When my hard drive died last year and my Office 2000 CDs were inexplicably missing, I turned to OpenOffice — a free download — and it’s served me well. Twelve months later and with fewer crashes, hangs and errors, I am now an alternative office convert and looking for something a little more sophisticated.
Based on OpenOffice.org open source code, Sun Microsystems’ $190 StarOffice 7 is reassuringly familiar to OpenOffice but takes the productivity tools to a level competitive with Microsoft Office.
As an integrated suite, its word processor, spreadsheet, presentation and drawing tools are accessible via the Quickstarter menu in the System Tray. (StarOffice’s HTML editor and database can be accessed within the suite or via Start-Programs.) To the user, there is little difference in each tool’s interface, give or take varying menus and toolbars. The beauty of integration is this: if I’m working with a word document and need to look at a spreadsheet, I click Menu-Open and select the file — there’s no need to fire up the spreadsheet tool, it’s automatic, seamless and fast.
Also seamless is interoperability with documents created in other office suites, notably Microsoft Office. At installation you can create file associations for Microsoft Word, Excel and PowerPoint documents. This enables read, write and edit functionality, so any Microsoft Word document, for example, can be opened directly from Windows Explorer, or as an e-mail attachment, just as if it were a StarOffice document. You can also choose to always save documents in Microsoft Office formats.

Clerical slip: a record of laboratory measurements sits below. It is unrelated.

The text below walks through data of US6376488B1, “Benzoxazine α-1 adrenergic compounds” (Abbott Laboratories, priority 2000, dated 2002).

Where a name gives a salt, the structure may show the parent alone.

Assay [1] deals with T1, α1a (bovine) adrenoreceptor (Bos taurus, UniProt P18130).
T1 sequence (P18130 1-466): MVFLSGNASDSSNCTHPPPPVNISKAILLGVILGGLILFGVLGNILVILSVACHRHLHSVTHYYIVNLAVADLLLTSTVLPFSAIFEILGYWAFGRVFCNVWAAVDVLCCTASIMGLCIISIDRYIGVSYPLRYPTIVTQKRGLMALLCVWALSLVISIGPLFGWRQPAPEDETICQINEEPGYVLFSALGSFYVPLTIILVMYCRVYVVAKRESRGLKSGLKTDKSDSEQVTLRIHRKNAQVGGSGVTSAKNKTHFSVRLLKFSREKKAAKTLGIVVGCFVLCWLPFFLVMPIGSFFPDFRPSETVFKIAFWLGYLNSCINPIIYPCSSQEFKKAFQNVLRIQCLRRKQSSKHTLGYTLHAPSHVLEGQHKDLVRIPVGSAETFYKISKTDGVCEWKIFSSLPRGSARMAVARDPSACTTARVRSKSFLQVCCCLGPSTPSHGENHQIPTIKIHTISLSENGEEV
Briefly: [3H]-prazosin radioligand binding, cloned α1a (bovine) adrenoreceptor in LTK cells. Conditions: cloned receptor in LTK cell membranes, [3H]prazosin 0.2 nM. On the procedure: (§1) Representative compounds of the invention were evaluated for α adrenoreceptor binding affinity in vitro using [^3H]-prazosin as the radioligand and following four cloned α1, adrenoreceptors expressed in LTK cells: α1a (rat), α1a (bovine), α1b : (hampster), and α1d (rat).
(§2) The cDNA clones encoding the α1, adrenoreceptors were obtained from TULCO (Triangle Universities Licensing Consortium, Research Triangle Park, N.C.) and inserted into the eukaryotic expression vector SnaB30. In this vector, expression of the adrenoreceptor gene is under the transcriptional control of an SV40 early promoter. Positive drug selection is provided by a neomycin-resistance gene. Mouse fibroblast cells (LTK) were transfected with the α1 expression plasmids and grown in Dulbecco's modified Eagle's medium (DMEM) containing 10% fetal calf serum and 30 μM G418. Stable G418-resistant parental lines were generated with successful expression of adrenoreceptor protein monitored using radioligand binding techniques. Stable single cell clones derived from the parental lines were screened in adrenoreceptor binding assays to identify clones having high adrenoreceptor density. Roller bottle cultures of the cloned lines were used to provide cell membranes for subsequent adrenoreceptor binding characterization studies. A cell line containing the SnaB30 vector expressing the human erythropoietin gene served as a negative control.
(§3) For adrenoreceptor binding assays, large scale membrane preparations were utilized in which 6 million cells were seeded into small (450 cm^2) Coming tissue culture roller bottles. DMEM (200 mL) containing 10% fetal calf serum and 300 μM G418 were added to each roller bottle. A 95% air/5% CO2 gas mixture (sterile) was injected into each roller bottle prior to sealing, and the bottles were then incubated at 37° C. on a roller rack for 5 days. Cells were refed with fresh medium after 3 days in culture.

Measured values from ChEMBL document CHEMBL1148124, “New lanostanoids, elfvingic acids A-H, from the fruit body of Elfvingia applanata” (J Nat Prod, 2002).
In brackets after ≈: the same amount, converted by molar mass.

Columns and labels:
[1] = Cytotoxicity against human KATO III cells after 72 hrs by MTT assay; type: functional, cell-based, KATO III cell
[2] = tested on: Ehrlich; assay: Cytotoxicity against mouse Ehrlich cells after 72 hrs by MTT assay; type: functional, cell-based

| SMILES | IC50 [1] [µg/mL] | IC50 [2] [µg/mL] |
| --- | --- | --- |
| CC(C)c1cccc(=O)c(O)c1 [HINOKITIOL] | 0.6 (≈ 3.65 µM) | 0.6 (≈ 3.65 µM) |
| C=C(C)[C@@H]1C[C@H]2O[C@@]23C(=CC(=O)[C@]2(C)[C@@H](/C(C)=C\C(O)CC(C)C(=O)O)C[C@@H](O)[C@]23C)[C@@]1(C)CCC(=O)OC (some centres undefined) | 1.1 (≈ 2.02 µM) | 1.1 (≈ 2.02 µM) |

New with this version is Adabas data--base and simple PDF export within the suite of tools. StarOffice 7 runs on Windows, Linux and the Solaris Operating Environment.
In brief: Sun Microsystems StarOffice 7
A commendable office suite with some nice features, StarOffice is at the right price to attract a good share of the market.
Vendor: Sun Microsystems
Phone: 1800 628 193